Fire Cooking Outdoors

BWCA Sunset  gun lake
Look, the sun! First eve on a remote rainy wilderness day

Seven men, 140+ BWCA Trips, Two newcomers, a food pack and some tips

Nine of us just spent a fist full of days in the BWCA Wilderness . Wind, rain and cold weather ganged up on our mostly veteran group. A hardy lot we seemed to be as we traveled lake-portage-lake by canoe, fished, camped, built fires, cooked and ate well. very well. we waddled a bit on the portages out with smiles on our faces.

Stew meat and potatoes email
10 miles and several lakes back in the wilderness after 3 days of rain…food good!

Outdoor cooking at it’s best is an art, a skill to learn and hone. So, plan a trip outdoors, bring some food and cook it. how hard can it be?

Fire: A most necessary ingredient

It’s all about the fire. Get the fire right and you will possibly eliminate all kinds of embarrassments. Common scenarios include

1) Build a good fire, start cooking and the fire suddenly dies even though the wood is all there. Clue: keep putting small sticks under the larger wood and graduate to large enough wood to have a sustainable coal base. Around the fire email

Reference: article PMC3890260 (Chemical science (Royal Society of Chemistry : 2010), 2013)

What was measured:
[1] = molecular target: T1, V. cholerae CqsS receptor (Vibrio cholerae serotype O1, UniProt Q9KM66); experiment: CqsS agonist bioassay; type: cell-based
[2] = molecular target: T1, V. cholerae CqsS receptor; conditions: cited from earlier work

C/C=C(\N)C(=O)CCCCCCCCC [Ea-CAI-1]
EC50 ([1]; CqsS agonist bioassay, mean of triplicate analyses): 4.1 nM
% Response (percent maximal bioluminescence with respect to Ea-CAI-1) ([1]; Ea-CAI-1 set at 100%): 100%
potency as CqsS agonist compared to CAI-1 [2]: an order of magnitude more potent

2) A well meaning someone adds wood and the fire and it becomes an inferno. Charred food soon to be. Clue: have a good stash of small sticks handy to feed the fire and threaten to whack  anyone who wants to put another log under the pan of food (do I need a violence disclaimer here?) Quick get the log off the fire or ruin the pan the food and reputation.

3) It’s windy and gusty and it blows the smoke and flame everywhere. The cook gets the smoke no matter which side you choose. Clue: A mature fire has way less smoke. Again, a good coal base is hot and small sticks make the flame just right. A little smoke flavor in the food is a good thing.

BWCA june 07pork steaks on the grill

4) You cannot find dry wood. Clues: Old rotten logs often have knots that will pull out of the log and they are full of pitch. shave with a knife and light on fire (usually smoky but make great coals and burn hot). Old stumps from small trees can be kicked out of the ground with some of the roots attached. the roots burn well. shave them if needed. Cut some larger wood and split into little pieces. The inside will be dry. Make shavings with a knife for starting the fire.

Perfect fire

Notice the rocks for a wind break, the smaller wood ready to control the heat, the larger logs drying out and ready to be split.  Start with boiling water, grab a cup of coffee (smoked coffee anyone?) and get the fish fry going. DSC03928




No high flame on the fish fry or you will have a flaming pan to deal with. Have a lake close by in the wilderness!